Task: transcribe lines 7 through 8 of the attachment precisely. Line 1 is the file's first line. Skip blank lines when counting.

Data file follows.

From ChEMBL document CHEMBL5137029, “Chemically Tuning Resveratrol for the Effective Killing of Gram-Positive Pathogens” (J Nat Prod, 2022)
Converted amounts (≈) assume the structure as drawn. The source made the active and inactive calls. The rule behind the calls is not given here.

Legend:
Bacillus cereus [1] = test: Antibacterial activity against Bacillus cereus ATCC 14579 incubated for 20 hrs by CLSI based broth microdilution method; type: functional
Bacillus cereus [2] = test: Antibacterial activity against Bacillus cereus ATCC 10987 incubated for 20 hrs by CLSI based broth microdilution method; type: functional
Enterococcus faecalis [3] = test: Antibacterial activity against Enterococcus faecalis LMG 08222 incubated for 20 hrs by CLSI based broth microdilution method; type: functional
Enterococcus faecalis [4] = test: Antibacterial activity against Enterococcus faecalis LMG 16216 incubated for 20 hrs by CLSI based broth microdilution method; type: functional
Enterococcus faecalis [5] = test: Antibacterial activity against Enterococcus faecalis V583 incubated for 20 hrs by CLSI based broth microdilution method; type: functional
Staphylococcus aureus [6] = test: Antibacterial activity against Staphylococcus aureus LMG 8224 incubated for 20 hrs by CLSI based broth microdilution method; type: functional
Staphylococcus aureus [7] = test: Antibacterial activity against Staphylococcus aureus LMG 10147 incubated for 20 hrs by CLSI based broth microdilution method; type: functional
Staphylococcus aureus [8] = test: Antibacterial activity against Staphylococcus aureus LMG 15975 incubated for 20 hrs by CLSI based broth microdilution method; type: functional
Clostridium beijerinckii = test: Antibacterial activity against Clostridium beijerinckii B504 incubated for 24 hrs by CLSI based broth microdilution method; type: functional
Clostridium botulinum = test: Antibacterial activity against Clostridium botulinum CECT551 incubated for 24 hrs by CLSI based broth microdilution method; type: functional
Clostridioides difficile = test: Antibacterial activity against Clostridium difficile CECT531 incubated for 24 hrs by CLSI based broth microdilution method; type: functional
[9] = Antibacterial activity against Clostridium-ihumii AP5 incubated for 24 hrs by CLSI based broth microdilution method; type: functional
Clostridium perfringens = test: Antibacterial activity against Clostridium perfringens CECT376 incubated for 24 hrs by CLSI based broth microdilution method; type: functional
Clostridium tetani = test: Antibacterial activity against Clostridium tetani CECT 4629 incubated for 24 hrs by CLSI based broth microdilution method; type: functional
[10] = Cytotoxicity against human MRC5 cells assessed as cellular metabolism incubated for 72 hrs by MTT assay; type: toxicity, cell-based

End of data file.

Enterococcus faecalis [4] = test: Antibacterial activity against Enterococcus faecalis LMG 16216 incubated for 20 hrs by CLSI based broth microdilution method; type: functional
Enterococcus faecalis [5] = test: Antibacterial activity against Enterococcus faecalis V583 incubated for 20 hrs by CLSI based broth microdilution method; type: functional